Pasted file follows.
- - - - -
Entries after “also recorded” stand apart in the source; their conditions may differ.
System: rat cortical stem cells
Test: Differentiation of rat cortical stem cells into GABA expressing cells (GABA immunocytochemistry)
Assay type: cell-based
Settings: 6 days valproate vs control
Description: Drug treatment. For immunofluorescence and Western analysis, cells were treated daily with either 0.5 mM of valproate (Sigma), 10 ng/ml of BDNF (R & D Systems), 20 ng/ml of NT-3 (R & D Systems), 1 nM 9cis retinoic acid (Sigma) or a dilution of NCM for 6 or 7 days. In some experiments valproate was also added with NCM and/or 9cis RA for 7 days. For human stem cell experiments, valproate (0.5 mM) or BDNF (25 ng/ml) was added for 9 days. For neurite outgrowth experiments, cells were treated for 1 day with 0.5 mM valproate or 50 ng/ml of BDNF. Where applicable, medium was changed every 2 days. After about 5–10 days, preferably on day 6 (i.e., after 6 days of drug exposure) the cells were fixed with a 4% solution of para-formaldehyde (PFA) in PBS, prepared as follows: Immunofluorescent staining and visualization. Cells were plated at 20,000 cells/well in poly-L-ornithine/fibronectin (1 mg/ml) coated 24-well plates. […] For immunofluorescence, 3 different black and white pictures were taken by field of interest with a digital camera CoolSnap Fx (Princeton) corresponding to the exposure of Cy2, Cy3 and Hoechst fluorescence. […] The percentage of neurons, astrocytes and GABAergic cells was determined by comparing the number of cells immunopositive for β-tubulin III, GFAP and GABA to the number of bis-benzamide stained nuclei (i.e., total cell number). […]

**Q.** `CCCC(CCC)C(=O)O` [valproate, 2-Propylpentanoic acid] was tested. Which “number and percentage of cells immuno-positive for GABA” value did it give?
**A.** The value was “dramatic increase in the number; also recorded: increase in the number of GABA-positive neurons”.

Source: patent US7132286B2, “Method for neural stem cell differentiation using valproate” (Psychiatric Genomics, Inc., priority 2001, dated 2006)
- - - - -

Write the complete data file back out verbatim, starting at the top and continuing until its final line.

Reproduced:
Entries after “also recorded” stand apart in the source; their conditions may differ.
System: rat cortical stem cells
Test: Differentiation of rat cortical stem cells into GABA expressing cells (GABA immunocytochemistry)
Assay type: cell-based
Settings: 6 days valproate vs control
Description: Drug treatment. For immunofluorescence and Western analysis, cells were treated daily with either 0.5 mM of valproate (Sigma), 10 ng/ml of BDNF (R & D Systems), 20 ng/ml of NT-3 (R & D Systems), 1 nM 9cis retinoic acid (Sigma) or a dilution of NCM for 6 or 7 days. In some experiments valproate was also added with NCM and/or 9cis RA for 7 days. For human stem cell experiments, valproate (0.5 mM) or BDNF (25 ng/ml) was added for 9 days. For neurite outgrowth experiments, cells were treated for 1 day with 0.5 mM valproate or 50 ng/ml of BDNF. Where applicable, medium was changed every 2 days. After about 5–10 days, preferably on day 6 (i.e., after 6 days of drug exposure) the cells were fixed with a 4% solution of para-formaldehyde (PFA) in PBS, prepared as follows: Immunofluorescent staining and visualization. Cells were plated at 20,000 cells/well in poly-L-ornithine/fibronectin (1 mg/ml) coated 24-well plates. […] For immunofluorescence, 3 different black and white pictures were taken by field of interest with a digital camera CoolSnap Fx (Princeton) corresponding to the exposure of Cy2, Cy3 and Hoechst fluorescence. […] The percentage of neurons, astrocytes and GABAergic cells was determined by comparing the number of cells immunopositive for β-tubulin III, GFAP and GABA to the number of bis-benzamide stained nuclei (i.e., total cell number). […]

**Q.** `CCCC(CCC)C(=O)O` [valproate, 2-Propylpentanoic acid] was tested. Which “number and percentage of cells immuno-positive for GABA” value did it give?
**A.** The value was “dramatic increase in the number; also recorded: increase in the number of GABA-positive neurons”.

Source: patent US7132286B2, “Method for neural stem cell differentiation using valproate” (Psychiatric Genomics, Inc., priority 2001, dated 2006)